Church will ‘never again’ ignore abuse accusations: pope

Pope Francis addressed the Roman Curia, the church’s governing body, at the Vatican. (File/Reuters)
Updated 21 December 2018
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Church will ‘never again’ ignore abuse accusations: pope

  • “The Church will never seek to hush up or not take seriously any case,” the pope said
  • “That must never happen again. This is the choice and the decision of the whole Church”

VATICAN CITY: The Catholic Church will never again treat abuse allegations without “seriousness and promptness,” Pope Francis told the Church’s governing body on Friday.
“The Church will never seek to hush up or not take seriously any case,” the pope said in his annual address to the Roman Curia at the Vatican.
“Let it be clear that before these abominations the Church will spare no effort to do all that is necessary to bring to justice whosoever has committed such crimes,” the pope said.
“It is undeniable that some in the past, out of irresponsibility, disbelief, lack of training, inexperience, or spiritual and human short-sightedness, treated many cases without the seriousness and promptness that was due.
“That must never happen again. This is the choice and the decision of the whole Church.”


Babies not welcome in parliament, Danish speaker says

Members of the Dutch Senate (the First Chamber) in The Hague. (AFP)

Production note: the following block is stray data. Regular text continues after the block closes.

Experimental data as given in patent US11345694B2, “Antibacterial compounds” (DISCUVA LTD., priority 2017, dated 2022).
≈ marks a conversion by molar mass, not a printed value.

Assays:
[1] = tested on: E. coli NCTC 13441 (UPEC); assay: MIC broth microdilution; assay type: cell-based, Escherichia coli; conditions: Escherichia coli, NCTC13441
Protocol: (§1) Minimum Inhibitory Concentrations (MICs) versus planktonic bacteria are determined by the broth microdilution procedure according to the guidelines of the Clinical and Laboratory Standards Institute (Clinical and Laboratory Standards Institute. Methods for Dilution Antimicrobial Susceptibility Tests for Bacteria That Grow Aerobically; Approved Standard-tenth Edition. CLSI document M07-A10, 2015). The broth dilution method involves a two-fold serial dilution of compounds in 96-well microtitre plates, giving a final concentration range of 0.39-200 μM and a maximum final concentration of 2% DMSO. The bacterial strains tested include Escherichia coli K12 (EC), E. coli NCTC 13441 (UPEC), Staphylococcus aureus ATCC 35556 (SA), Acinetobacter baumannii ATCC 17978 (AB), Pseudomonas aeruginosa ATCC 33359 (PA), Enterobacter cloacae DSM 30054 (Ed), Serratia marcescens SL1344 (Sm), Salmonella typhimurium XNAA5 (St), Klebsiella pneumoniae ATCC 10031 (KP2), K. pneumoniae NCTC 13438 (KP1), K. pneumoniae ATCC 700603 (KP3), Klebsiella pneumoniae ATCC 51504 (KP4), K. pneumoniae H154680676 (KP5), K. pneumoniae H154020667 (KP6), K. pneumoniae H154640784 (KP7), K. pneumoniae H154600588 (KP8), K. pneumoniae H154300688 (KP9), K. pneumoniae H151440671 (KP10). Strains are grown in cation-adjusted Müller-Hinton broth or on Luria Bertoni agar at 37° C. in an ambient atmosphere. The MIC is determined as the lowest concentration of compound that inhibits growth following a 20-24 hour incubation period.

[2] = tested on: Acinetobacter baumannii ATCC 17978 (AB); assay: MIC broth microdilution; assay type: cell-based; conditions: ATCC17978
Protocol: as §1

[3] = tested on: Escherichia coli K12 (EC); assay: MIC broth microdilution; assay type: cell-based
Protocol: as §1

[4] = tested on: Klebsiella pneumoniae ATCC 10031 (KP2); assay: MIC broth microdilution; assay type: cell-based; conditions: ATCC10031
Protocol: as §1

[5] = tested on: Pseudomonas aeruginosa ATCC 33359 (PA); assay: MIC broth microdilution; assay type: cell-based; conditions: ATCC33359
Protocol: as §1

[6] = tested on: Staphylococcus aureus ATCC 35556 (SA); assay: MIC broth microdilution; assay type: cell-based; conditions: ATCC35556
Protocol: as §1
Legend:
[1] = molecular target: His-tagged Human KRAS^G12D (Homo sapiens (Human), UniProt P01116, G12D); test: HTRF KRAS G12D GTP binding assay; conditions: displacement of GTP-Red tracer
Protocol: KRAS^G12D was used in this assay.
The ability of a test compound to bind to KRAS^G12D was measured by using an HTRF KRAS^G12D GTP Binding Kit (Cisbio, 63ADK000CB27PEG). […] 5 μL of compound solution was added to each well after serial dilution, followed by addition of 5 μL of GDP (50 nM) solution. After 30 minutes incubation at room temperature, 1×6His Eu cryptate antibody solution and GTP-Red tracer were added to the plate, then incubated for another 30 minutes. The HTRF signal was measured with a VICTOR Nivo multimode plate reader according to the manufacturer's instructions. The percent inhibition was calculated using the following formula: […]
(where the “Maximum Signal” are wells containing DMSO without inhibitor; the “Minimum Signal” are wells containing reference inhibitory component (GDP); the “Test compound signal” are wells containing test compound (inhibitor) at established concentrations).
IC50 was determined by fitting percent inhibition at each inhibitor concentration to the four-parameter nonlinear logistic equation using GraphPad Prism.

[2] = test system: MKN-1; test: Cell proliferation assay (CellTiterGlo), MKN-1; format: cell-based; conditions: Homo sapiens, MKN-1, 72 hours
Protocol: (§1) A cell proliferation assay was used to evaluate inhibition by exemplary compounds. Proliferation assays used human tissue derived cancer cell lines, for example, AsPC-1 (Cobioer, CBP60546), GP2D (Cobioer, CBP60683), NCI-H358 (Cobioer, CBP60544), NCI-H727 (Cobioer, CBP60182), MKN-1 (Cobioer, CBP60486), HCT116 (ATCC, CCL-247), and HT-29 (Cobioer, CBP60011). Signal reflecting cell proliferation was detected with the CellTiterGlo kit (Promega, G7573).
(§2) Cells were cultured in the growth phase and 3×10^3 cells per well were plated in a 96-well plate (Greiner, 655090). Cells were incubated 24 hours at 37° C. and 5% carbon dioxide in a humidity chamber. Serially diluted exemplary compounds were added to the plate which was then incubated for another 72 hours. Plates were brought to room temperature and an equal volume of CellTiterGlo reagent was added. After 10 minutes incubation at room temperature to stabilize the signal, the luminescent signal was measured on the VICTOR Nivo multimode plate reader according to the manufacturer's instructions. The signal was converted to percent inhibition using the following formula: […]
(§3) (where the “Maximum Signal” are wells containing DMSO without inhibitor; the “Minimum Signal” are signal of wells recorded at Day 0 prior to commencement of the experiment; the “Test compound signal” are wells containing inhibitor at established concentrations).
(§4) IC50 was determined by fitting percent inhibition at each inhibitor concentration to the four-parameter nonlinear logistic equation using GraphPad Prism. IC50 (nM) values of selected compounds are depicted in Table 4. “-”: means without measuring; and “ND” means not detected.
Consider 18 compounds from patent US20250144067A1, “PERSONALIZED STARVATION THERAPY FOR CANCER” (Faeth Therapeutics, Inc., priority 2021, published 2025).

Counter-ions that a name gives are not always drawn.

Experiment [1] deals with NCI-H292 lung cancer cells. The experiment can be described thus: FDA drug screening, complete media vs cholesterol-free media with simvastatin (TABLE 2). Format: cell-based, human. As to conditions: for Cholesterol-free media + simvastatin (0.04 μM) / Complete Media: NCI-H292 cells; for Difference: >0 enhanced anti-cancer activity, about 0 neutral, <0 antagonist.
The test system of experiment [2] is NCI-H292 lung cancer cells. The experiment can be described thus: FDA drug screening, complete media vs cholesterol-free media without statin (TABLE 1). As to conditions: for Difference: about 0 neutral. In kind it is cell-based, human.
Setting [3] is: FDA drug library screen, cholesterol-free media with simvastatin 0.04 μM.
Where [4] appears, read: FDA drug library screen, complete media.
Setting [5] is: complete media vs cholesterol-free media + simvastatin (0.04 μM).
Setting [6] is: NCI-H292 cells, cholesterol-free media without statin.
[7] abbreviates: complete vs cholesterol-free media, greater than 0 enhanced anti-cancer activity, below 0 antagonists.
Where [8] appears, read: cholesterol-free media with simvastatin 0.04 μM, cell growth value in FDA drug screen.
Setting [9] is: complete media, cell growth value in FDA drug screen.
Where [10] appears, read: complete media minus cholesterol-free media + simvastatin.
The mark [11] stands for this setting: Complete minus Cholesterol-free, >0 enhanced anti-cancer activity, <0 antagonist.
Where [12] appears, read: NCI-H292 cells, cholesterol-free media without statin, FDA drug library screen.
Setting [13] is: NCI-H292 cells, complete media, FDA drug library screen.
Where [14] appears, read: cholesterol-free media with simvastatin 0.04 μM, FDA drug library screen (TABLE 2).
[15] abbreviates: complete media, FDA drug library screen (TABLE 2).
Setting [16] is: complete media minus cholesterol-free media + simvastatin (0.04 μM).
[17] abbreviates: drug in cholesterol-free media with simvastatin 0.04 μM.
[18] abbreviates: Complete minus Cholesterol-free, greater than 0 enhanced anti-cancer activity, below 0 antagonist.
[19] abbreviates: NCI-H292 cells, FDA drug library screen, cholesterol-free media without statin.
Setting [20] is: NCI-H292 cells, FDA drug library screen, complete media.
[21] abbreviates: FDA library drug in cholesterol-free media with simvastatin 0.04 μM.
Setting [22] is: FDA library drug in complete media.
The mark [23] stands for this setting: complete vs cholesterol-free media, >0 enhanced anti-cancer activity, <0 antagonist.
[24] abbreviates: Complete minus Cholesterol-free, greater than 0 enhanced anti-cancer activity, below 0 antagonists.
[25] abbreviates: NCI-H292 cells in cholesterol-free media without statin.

Updated 3 sec ago
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Babies not welcome in parliament, Danish speaker says

  • In 2016, an Icelandic lawmaker made headlines after breastfeeding her infant while speaking at the podium in parliament

COPENHAGEN: A Danish lawmaker said Tuesday she was ordered to remove her infant daughter from parliament’s chamber, sparking surprise in a country often hailed as a pioneer in women’s rights.
“You are not welcome with your baby in the parliament’s chamber,” speaker Pia Kjaersgaard, an outspoken former leader of the far-right Danish People’s Party, allegedly told MP Mette Abildgaard.
“I didn’t ask for permission to bring her since I had previously seen another colleague bring a child into the chamber without any problems,” Abildgaard, whose Conservative party is part of the ruling center-right coalition, wrote on Facebook.
Abildgaard, who is in her 30s, said she found herself in an exceptional situation with her five-month-old daughter, and had never brought her into the chamber before.
But she said the infant was “in a good mood and had a pacifier in her mouth.”
Kjaersgaard passed the message to an assistant, who then asked Abildgaard to remove the baby from the room.
Abildgaard handed the child to an assistant and returned to the chamber to vote.
“MPs should be in the chamber, not babies or children,” insisted Kjaersgaard when questioned by news agency Ritzau.
She said clear rules would be issued on the subject.
The Scandinavian country is often held up as a champion of gender equality and women’s rights, and as a child and family-centered nation with generous parental leave.
Abildgaard noted that she was entitled to a year’s maternity leave with full pay, but that she had chosen to return to work.
Her Facebook post garnered more than 600 comments within the space of a few hours.
“A chamber that represents mothers, fathers and babies ought to be open to mothers, fathers and babies,” one person wrote.
In 2016, an Icelandic lawmaker made headlines after breastfeeding her infant while speaking at the podium in parliament.
And in September, New Zealand Prime Minister Jacinda Ardern became a symbol for working mothers when she brought her baby to the UN General Assembly in New York.